What You Need to Know About Love

I am sitting in a restaurant shamelessly eavesdropping on a
conversation at the next table. “People who expect all this woo woo
stuff — love and closeness in marriage — are out of their minds,”
declares an elegantly dressed woman to her friend. “If you’re lucky in
love, you get a reasonable roommate and even that is just the luck of
the draw. No-one will ever figure love out.”  I can’t help myself. I
lean across the space between us and whisper, “No — that’s not true. We
really do know about the woo woo stuff. We have cracked the code of
love and you don’t need luck! We know how to do it!”

The new
science of love and loving has been evolving for over a decade. Now, as
we begin the 21st century, we finally know what love is about and how
it works. Here’s what we’ve learned:
 

  • The need we have
    as children to be able to call to a special one and know that this
    person will respond with reassurance and comfort never goes away. To
    know that we are loved is the safe haven we all long for. The longing
    for this is wired into our brains from the cradle to the grave.
  • The
    strongest among us are not those who can take or leave other people,
    but who can risk and reach out to them. These individuals know how to
    send clear emotional signals that pull others close. And close
    connection makes us stronger. Many months after 9/11, survivors who
    were comfortable turning to loved ones seemed to recover well, while
    those who turned away or were scared about relying on others still
    struggled with the ghosts of that day.  
  • Our brains
    are wired to see emotional isolation as dangerous and send a panic
    signal when we cannot get a loved one to respond. If we can’t
    reconnect, we either shut down or get demanding. Both of these
    strategies can backfire and push our lover away.
  • When
    we have that special closeness to a loved one, while making love or
    just holding each other, we are flooded with a cuddle hormone, called
    oxytocin, found only in animals that are monogamous when they mate.
    Oxytocin gives us a sense of calm joy, while also  tamping down our
    stress hormones.  
  • Conflicts about the kids, sex or
    money don’t make or break a relationship. What really matters is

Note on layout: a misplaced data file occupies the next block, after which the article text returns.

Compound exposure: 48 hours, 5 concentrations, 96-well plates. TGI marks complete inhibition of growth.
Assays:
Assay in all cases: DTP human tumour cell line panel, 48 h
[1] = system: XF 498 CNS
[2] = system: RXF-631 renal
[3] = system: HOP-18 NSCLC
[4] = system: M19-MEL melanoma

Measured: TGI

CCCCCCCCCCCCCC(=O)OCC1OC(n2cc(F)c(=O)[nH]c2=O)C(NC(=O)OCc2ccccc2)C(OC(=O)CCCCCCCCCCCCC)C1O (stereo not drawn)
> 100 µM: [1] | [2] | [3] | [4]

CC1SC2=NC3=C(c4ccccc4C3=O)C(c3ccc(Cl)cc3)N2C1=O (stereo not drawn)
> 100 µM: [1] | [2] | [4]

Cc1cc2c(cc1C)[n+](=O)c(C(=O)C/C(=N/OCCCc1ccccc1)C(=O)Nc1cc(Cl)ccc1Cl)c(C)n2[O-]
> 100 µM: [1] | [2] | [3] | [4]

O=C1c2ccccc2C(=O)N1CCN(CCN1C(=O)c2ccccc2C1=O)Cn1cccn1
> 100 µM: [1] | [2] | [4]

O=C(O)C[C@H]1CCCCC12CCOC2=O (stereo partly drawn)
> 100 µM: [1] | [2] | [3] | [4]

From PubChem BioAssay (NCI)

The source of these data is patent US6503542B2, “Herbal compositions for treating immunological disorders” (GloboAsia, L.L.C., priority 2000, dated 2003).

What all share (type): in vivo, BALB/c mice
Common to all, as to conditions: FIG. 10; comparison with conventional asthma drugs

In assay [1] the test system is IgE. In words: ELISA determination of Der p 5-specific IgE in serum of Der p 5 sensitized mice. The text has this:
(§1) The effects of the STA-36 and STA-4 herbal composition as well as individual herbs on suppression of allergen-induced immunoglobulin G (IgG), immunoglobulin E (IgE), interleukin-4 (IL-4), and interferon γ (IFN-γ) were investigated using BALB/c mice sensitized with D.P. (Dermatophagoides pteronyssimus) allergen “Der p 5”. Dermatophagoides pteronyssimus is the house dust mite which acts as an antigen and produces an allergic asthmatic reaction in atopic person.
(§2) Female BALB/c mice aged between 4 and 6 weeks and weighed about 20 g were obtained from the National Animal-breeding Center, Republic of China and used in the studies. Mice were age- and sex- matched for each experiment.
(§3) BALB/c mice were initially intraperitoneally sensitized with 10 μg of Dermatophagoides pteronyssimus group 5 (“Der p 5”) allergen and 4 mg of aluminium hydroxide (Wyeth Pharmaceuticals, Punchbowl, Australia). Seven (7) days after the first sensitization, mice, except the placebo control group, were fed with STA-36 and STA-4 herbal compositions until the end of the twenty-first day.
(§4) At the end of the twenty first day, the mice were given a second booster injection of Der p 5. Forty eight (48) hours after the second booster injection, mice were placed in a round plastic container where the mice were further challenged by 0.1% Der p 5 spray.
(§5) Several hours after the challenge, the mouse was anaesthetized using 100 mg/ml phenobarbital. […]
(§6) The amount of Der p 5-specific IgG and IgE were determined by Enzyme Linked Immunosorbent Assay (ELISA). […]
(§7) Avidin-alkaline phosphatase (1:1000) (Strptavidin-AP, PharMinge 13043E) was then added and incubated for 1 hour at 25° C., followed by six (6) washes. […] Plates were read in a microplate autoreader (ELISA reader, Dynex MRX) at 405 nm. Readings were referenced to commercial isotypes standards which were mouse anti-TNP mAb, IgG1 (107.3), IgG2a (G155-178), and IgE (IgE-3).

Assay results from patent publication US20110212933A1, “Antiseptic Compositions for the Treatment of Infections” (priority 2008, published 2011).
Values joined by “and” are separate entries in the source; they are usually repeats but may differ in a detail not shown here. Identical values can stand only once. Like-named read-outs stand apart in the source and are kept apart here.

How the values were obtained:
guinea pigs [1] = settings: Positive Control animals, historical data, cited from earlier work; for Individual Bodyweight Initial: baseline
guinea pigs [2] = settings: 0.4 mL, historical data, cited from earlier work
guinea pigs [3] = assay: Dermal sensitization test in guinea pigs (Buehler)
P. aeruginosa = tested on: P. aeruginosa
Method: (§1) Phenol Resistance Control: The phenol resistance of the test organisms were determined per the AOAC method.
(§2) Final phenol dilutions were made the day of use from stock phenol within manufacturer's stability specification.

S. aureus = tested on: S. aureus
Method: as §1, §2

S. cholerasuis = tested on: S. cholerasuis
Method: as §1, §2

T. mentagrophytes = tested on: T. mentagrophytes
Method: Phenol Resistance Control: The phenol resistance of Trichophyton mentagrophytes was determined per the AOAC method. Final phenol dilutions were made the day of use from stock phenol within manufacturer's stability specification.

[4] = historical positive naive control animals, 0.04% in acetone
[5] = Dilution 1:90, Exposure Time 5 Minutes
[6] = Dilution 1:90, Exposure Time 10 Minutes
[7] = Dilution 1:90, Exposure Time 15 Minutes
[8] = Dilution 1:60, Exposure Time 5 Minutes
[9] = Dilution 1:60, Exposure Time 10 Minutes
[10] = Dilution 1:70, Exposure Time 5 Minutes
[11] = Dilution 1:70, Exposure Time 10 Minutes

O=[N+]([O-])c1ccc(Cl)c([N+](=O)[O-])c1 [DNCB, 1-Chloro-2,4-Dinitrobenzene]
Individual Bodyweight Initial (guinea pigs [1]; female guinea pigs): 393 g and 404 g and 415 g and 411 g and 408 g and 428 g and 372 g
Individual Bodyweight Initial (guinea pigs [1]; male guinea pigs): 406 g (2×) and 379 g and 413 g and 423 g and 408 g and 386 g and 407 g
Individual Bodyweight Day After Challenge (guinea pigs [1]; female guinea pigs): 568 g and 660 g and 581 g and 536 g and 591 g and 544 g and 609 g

emotional connection.  Underneath the discord, the real issue is that
    partners are questioning the security of their bond: “Are you there for
    me?” “Can I count on you to respond to me — to put me first?” When
    couples understand the fundamental issue, they can help each other
    reconnect. Then problems about the kids, sex or money are just
    differences, not relationship bombs.


Can this emerging
knowledge help you come to a better understanding of your love
relationship and build a closer, stronger and more trusting connection
with your partner? Yes! You can learn to send clear emotional signals
to your partner in a series of focused conversations that you can have
with your partner. These conversations are the central element of
emotionally focused couple therapy or EFT. This therapy doesn’t give
couples tips to tone down conflict or manuals on how to be nicer to
each other. It teaches partners how to express our most basic needs and
fears and how to engage in conversations that foster a secure, enduring
and loving bond.  

Twenty-five years of research tells us that
after EFT, 7 out of 10 unhappy couples are able to repair their
relationship. They are able to:

Step out of what I call the
Demon Dialogues where partners get stuck in spirals of negative
emotions and wind up shutting down and shutting their partner out, or
in becoming so demanding in an effort to counter the lack of connection
that they push their partner away. When you understand the emotions
that you and your partner feel, you can see these spirals of
disconnection as they are happening. Dealing with emotional
disconnection in a positive way is a huge part of making your love
relationship strong.

 Forgive the injuries and hurts that poison
love relationships and learn to trust again. If we understand the
exquisite logic of love — we can understand how to heal the wounds love
inflicts. The key moment in this forgiveness is when injured partners
look into the eyes of their partner and see that their pain is shared.
They are not alone.

But most important of all, these couples
can then create Hold Me Tight conversations. These positive exchanges
of loving responsiveness cultivate the close connection we all long
for. I recall one couple. “I get so freaked out when I hear that
disappointment or frustration in your voice,” Tim finally confided to
Amy. “I guess I just run. I talk about tasks or concrete issues to get
away from the feelings. I don’t know how to tell you that I go all
hopeless. A voice in my head says that I will never make it with you.
At these times, I need to know that you are my lady, even if I am just
blundering along and make all these mistakes.” When Tim is open like
this, he gives Amy what she has always wanted. She tells him, “I don’t
need a perfect Tim. I just need you to be with me, to share with me
like this.”

This kind of conversation creates the kind of safe
connection that we all need and is the formula, at last we have one,
for a lifetime of love.

Dr. Sue Johnson Written by Dr. Sue Johnson

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